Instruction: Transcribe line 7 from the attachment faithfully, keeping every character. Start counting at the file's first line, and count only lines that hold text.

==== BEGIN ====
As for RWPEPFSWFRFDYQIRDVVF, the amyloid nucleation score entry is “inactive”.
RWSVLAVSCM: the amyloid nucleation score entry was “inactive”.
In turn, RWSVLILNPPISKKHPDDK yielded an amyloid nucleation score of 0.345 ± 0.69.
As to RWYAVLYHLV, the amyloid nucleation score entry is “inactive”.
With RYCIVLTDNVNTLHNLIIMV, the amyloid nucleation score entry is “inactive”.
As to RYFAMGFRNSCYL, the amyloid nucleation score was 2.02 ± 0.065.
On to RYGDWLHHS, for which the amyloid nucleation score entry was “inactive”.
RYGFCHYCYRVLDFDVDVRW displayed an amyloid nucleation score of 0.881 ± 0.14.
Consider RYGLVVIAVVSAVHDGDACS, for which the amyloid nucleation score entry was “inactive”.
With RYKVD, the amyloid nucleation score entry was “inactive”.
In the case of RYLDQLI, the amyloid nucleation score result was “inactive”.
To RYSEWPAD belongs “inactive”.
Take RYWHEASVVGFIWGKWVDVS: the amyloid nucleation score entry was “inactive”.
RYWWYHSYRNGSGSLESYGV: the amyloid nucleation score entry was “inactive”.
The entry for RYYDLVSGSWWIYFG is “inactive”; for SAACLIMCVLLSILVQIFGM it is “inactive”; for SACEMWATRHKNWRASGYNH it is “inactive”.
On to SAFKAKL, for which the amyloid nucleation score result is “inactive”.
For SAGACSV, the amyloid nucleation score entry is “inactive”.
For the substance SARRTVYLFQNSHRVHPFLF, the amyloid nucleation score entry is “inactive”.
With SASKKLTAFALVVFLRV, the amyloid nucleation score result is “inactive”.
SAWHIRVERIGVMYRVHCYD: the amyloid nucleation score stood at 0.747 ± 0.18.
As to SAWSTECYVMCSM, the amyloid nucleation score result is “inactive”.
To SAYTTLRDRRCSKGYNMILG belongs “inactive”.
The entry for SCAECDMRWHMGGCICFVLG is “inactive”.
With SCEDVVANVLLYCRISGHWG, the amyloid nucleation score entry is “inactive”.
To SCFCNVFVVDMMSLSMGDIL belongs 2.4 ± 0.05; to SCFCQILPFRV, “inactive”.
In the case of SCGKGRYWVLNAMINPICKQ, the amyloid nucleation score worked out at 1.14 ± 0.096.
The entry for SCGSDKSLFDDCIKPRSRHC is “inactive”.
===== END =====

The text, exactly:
On to RYGDWLHHS, for which the amyloid nucleation score entry was “inactive”.